For the two years that they’ve been dating, J-Lo and A-Rod have shared their lives with the public through their social media accounts, giving us a glimpse into the loving relationship that Lopez has called her “first ever good relationship”. Their Instagram profiles are sprinkled with pictures of them jet-setting, attending premieres and galas, and taking mixed-family vacations in exotic locales together. In other words, they’re very publicly living their best lives together.

However, a wrench was thrown into their happily-ever-after Sunday night when former MLB player Jose Canseco publicly accused A-Rod of cheating on Jennifer Lopez with his ex-wife, Jessica Canseco. In light of all this drama, we’ve compiled the definitive timeline of Jennifer Lopez and Alex Rodriguez’s relationship, all they way from friends to fiances. Take a look!

May 2005

@n12jamiestuart/Twitter

Before the Puerto-Rican triple threat and the Dominican All-Star were Hollywood’s reigning It Couple, they were mere acquaintances. The pair first met in 2005 at a Yankees vs. Mets Baseball game. At the time, Rodriguez was married to his first wife, Cynthia Scurtis, while Lopez was still married to Marc Anthony.

February 2017

@1FREEGRL/Twitter

Lopez and Rodriguez reconnected twelve years later when they ran into each other at a restaurant. According to Lopez, they briefly said hello, but it was her who couldn’t resist continuing the conversations. “After [lunch] I went outside,” she said. “And for some reason I felt like tapping him on the shoulder”. He then asked her out to dinner via text.

March 2017

@jlo / Instagram

By March 2017, neither J-Lo nor A-Rod were trying to hide the fact that they were dating. During the month, they were spotted vacationing together in The Bahamas. ARod’s sister also posted a selfie of herself with JLo, captioning it #miscuñis, which means things were moving along pretty nicely.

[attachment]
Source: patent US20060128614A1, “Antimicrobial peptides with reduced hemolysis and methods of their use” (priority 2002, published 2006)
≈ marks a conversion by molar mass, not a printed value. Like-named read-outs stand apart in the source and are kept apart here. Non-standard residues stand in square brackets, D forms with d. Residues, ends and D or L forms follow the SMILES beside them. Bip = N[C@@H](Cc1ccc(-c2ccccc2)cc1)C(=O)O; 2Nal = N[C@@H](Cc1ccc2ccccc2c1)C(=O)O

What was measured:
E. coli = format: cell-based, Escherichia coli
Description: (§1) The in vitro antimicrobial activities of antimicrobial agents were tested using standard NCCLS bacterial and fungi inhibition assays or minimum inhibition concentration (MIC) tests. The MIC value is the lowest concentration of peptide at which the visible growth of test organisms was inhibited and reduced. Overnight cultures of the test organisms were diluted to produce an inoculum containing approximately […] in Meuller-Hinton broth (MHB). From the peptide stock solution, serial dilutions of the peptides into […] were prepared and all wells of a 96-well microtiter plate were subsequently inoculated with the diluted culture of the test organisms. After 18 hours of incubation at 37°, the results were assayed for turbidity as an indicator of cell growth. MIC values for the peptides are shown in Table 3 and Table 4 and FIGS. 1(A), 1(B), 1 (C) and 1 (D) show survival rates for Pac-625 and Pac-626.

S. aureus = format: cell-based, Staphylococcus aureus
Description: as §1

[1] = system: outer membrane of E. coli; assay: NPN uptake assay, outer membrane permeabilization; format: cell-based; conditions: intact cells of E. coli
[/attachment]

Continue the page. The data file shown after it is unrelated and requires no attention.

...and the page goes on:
March 31st, 2017

@jlo / Instagram

When co-hosting “The View” at the end of March, Rodriguez had only great things to say about his new lady love: “She’s an amazing girl. We’re having a great time”. He also went on to say that J-Lo was “one of the smartest human beings I’ve ever met”. And he didn’t stop there! He showered on the compliments by calling her “an incredible mother” who “loves family”.

April 2017

@nicole_hurley/Instagram

By April, it was J-Lo’s turn to gush about her boo-thing on the talk-show circuit. While being grilled about her new boyfriend by Ellen (naturally), Lopez called Rodriguez “a great guy,” this 100% confirming their relationship.

May 2017

@2015smetgala/Twitter

Never one to do things half-heartedly, Jennifer Lopez and Alex Rodriguez made their public debut as a couple at arguably the most prestigious event in the world: the Met Gala, of course. This occasion also marked J-Lo’s debut on A-Rod’s Instagram–and the first of many.

June 2017

@arod / Instagram

By June 2017, it was obvious to the world that this couple was the real deal. Not only was Rodriguez gushing to the press that Jennifer was the ideal role model for his daughters, the pair was also taking glamorous European trips together and posting their adventures to their millions of followers on Instagram.

September 2017

@nicole_hurley/Instagram